Effects of Equalization Tax on Multinational Investments and Transfer Pricing
This paper analyzes effects of equalization tax on the decisions of a multinational company. Equalization tax is an extra corporation tax on dividend distributions to ensure that the underlying profit of a dividend has borne a tax in the corporate sector equal to the imputation credit given to the shareholder. Equalization tax is shown to increase incentives for home-country real and financial investments and for transfer pricing to shift taxable income even from low-tax countries to high-tax home-countries of the parent companies. The current EU process of exchanging the imputation system and an equalization tax for a classical system may thus have adverse tax revenue effects in the countries concerned, but improves efficiency of the global economy.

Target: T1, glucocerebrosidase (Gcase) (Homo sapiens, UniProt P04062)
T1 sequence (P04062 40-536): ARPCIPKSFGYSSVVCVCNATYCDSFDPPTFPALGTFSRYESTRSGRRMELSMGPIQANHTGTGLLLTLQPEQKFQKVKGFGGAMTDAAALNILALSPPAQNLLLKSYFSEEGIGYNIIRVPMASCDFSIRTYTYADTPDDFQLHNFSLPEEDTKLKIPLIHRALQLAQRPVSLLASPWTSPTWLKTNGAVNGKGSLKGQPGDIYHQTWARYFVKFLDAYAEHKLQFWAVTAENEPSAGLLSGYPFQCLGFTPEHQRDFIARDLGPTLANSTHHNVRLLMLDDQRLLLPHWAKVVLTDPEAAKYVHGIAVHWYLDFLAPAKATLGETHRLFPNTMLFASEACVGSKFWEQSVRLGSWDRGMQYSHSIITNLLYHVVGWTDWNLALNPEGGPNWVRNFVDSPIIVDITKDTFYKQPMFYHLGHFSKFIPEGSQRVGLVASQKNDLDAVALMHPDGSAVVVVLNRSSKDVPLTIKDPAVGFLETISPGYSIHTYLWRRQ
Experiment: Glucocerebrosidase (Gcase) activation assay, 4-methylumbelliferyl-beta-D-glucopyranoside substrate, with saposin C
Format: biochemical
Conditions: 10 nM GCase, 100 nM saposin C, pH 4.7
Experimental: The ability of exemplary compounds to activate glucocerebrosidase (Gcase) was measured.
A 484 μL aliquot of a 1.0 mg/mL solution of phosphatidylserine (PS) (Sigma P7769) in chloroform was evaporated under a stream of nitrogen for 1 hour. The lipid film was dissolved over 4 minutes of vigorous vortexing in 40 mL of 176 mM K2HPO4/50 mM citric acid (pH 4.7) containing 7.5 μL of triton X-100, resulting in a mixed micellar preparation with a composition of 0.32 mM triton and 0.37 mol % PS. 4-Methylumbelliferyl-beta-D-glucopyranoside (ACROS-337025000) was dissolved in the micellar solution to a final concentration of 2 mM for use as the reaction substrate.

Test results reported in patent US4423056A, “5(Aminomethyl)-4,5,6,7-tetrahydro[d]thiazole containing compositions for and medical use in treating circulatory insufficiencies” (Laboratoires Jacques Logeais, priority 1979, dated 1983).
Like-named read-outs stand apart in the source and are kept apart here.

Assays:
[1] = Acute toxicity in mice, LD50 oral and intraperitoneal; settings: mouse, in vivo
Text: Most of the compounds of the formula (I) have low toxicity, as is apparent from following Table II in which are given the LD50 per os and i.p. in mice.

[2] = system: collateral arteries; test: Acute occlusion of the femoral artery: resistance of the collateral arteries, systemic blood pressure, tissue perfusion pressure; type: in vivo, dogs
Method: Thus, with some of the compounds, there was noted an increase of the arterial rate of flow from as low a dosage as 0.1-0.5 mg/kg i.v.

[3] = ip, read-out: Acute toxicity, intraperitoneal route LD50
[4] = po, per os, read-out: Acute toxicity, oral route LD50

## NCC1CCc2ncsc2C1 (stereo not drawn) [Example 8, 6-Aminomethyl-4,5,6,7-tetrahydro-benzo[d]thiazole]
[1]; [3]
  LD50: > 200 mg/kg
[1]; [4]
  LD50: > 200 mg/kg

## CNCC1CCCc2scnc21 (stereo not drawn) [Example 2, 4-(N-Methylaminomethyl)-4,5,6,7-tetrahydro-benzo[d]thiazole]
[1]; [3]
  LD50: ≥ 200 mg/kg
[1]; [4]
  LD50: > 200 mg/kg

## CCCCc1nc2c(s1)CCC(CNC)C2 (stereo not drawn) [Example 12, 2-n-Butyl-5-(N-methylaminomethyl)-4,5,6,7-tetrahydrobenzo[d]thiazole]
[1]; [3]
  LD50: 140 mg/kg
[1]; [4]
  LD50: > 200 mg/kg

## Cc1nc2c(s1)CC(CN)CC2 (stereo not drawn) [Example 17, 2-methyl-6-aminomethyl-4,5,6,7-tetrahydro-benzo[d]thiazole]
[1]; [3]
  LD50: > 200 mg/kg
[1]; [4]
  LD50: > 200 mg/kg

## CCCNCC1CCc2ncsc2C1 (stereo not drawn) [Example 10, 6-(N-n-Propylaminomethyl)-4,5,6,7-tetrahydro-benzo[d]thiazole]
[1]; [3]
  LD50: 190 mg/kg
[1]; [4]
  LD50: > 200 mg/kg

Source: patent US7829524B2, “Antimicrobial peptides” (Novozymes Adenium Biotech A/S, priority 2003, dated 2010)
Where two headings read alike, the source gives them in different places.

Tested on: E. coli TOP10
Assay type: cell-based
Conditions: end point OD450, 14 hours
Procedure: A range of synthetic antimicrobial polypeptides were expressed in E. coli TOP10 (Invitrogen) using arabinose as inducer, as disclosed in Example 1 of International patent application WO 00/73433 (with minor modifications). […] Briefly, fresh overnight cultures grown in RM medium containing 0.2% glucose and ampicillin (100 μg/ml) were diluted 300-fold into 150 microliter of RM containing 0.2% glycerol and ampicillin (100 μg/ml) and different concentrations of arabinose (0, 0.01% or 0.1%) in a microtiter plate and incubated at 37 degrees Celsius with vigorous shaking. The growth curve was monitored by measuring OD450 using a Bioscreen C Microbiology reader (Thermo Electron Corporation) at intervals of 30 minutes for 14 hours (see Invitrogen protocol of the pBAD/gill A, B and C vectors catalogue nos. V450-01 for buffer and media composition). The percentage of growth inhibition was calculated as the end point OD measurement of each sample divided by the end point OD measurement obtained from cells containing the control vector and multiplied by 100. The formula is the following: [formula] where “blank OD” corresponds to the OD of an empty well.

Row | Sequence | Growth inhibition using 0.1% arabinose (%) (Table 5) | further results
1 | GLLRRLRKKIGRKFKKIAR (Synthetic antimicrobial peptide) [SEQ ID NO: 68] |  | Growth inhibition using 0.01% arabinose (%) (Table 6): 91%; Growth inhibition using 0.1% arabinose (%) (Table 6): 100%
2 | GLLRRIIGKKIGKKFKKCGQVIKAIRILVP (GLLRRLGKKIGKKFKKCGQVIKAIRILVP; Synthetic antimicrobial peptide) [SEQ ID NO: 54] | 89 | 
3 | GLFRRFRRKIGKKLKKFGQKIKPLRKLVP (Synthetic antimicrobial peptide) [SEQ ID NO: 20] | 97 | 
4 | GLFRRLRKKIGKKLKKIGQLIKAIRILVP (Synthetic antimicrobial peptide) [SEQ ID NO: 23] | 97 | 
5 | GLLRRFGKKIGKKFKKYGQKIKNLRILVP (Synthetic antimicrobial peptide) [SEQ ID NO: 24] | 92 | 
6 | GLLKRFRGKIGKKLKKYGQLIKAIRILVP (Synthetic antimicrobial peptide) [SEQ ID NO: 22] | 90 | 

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References listed on IDEAS
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- Seppo Kari, 1999. "Dynamic Behaviour of the Firm Under Dual Income Taxation," Research Reports 51, Government Institute for Economic Research Finland (VATT).
- Robin Boadway & Neil Bruce, 1988.
"Problems with Integrating Corporate and Personal Income Taxes in an Open Economy,"
735, Queen's University, Department of Economics.
- Boadway, Robin & Bruce, Neil, 1992. "Problems with integrating corporate and personal income taxes in an open economy," Journal of Public Economics, Elsevier, vol. 48(1), pages 39-66, June.
- Michael Devereux & Harold Freeman, 1995. "The impact of tax on foreign direct investment: Empirical evidence and the implications for tax integration schemes," International Tax and Public Finance, Springer;International Institute of Public Finance, vol. 2(1), pages 85-106, February.
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